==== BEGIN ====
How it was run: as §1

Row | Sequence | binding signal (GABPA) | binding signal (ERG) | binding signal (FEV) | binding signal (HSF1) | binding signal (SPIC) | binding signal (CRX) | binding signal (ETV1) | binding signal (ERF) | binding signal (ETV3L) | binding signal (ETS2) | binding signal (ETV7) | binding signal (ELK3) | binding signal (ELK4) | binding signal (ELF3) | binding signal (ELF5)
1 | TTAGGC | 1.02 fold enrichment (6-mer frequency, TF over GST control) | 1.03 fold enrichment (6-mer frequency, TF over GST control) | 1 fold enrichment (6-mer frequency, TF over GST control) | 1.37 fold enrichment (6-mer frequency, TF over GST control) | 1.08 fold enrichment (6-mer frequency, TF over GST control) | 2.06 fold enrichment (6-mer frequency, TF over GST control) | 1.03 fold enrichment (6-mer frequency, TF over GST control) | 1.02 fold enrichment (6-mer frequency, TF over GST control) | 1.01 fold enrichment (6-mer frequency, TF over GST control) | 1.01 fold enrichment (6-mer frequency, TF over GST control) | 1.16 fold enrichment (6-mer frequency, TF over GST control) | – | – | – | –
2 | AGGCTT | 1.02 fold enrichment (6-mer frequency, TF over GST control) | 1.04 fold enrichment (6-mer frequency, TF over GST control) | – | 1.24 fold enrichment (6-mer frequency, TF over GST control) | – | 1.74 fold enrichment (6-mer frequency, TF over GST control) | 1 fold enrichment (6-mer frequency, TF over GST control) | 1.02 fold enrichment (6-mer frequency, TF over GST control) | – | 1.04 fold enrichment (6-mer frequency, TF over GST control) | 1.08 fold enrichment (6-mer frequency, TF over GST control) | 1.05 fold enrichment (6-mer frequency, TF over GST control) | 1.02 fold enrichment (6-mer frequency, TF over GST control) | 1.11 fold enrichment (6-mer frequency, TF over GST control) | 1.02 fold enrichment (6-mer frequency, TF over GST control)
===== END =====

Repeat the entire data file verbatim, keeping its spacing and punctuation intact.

How it was run: as §1

Row | Sequence | binding signal (GABPA) | binding signal (ERG) | binding signal (FEV) | binding signal (HSF1) | binding signal (SPIC) | binding signal (CRX) | binding signal (ETV1) | binding signal (ERF) | binding signal (ETV3L) | binding signal (ETS2) | binding signal (ETV7) | binding signal (ELK3) | binding signal (ELK4) | binding signal (ELF3) | binding signal (ELF5)
1 | TTAGGC | 1.02 fold enrichment (6-mer frequency, TF over GST control) | 1.03 fold enrichment (6-mer frequency, TF over GST control) | 1 fold enrichment (6-mer frequency, TF over GST control) | 1.37 fold enrichment (6-mer frequency, TF over GST control) | 1.08 fold enrichment (6-mer frequency, TF over GST control) | 2.06 fold enrichment (6-mer frequency, TF over GST control) | 1.03 fold enrichment (6-mer frequency, TF over GST control) | 1.02 fold enrichment (6-mer frequency, TF over GST control) | 1.01 fold enrichment (6-mer frequency, TF over GST control) | 1.01 fold enrichment (6-mer frequency, TF over GST control) | 1.16 fold enrichment (6-mer frequency, TF over GST control) | – | – | – | –
2 | AGGCTT | 1.02 fold enrichment (6-mer frequency, TF over GST control) | 1.04 fold enrichment (6-mer frequency, TF over GST control) | – | 1.24 fold enrichment (6-mer frequency, TF over GST control) | – | 1.74 fold enrichment (6-mer frequency, TF over GST control) | 1 fold enrichment (6-mer frequency, TF over GST control) | 1.02 fold enrichment (6-mer frequency, TF over GST control) | – | 1.04 fold enrichment (6-mer frequency, TF over GST control) | 1.08 fold enrichment (6-mer frequency, TF over GST control) | 1.05 fold enrichment (6-mer frequency, TF over GST control) | 1.02 fold enrichment (6-mer frequency, TF over GST control) | 1.11 fold enrichment (6-mer frequency, TF over GST control) | 1.02 fold enrichment (6-mer frequency, TF over GST control)